Monday, April 30, 2012


In the introduction to the course I attended some years back on the book of Revelation, I noticed this tongue-in-cheek definition by my lecturer Dr Paul Hawk: “REVELATION, n. A famous book in which St. John the Divine concealed all he knew. The revelation is done by commentators, who know nothing.” 

The experience of reading and understanding the book of Revelation recorded by John is indeed a challenging one. The book of Revelation begins with an introduction where John described his writing as a “revelation” (Rev 1:1) of God’s plan for the end time. 

(Rev 1:1)   “The revelation of Jesus Christ, which God gave him to show his servants what must soon take place. He made it know by sending his angel to his servant John.”

The other important fact to note is that it is a record of “everything he saw” (Rev 1:2). In Rev 1:11 and again in Rev 1:19, our Lord Jesus’ instruction to John was to “Write down on a scroll what you see”.

However, since the book of Revelation is a book on the predictions of the future, it might seem presumptuous to offer any kind of definitive outline. But as Ramsey Michaels pointed out, “Once we recognize that we are dealing simply with what John saw and not with the literal course of future events, we are more free to let the visions speak for themselves.”  The book is not written to be understood only by some biblical scholars, but also by everyone with the supernatural help of the Holy Spirit. In understanding what the book of Revelation is about, we could start by attempting to place ourselves in John’s place and trying to see the visions as he saw them.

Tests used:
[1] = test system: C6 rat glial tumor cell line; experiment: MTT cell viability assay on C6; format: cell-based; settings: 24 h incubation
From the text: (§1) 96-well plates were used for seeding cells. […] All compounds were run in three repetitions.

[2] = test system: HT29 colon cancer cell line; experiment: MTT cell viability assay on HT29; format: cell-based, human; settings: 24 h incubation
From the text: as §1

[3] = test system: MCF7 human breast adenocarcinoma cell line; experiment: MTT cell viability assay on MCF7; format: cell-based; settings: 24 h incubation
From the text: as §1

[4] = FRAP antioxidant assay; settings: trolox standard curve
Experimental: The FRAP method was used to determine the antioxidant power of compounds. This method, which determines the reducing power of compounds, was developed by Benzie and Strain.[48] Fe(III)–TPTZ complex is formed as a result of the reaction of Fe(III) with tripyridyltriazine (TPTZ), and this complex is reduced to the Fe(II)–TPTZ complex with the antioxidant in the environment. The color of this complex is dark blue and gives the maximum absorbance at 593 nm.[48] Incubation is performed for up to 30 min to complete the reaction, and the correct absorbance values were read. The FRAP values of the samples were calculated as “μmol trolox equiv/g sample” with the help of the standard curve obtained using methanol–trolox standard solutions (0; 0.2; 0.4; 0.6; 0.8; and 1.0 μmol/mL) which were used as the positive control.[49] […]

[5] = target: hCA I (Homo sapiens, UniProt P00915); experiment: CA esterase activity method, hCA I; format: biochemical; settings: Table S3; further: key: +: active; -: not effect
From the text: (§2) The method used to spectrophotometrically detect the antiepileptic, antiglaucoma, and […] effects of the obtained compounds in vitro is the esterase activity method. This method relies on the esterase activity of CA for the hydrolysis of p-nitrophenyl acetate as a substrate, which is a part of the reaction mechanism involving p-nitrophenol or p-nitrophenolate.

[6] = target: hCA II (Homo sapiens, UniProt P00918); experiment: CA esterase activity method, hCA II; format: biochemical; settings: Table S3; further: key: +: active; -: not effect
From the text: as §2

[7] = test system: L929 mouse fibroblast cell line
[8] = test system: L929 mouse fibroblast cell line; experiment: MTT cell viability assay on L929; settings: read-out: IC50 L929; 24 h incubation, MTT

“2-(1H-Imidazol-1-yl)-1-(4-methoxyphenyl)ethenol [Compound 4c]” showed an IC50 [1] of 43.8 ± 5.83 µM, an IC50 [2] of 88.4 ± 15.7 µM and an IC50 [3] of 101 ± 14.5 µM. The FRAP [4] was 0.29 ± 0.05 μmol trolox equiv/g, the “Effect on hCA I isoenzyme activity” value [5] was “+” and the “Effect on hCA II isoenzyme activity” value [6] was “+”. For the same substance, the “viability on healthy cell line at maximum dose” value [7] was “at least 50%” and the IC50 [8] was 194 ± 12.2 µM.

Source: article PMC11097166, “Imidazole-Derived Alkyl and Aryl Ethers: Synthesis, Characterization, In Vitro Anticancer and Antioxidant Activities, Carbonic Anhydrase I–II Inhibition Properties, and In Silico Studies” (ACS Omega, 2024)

The book of Revelation is a book of visions; it is a book of “revelation” of God’s plan for the end time. Since it is a record of what John saw, we could attempt to place ourselves in John’s place and try to see the visions as he saw them.  Putting ourselves again in John’s position; the witness of the events that would happen to the Church and the things that would happen during the Tribulation must have filled him with holy fear and reverence. But after witnessing the glory of the new heaven and new earth, it must have filled him with joy that rendered him to conclude with the prayer, “Amen. Come Lord Jesus.” (Rev 22:20)

Reading through the Revelation again recently has filled me with excitement and awe. It is a book that laid out God’s strategic ‘battle plan’ for the last days, and a ‘prayer manual’ to guide the saints how to pray in the end times. When Jesus comes again, when the New Jerusalem descends to the earth with Him, the two realms – the natural realm and the supernatural realm become one. It is the ultimate consummation of God’s redemption plan and what those who love Jesus can look forward to at the time of His coming.

Uncle Henry
Monday, 30 Apr 12


Post a Comment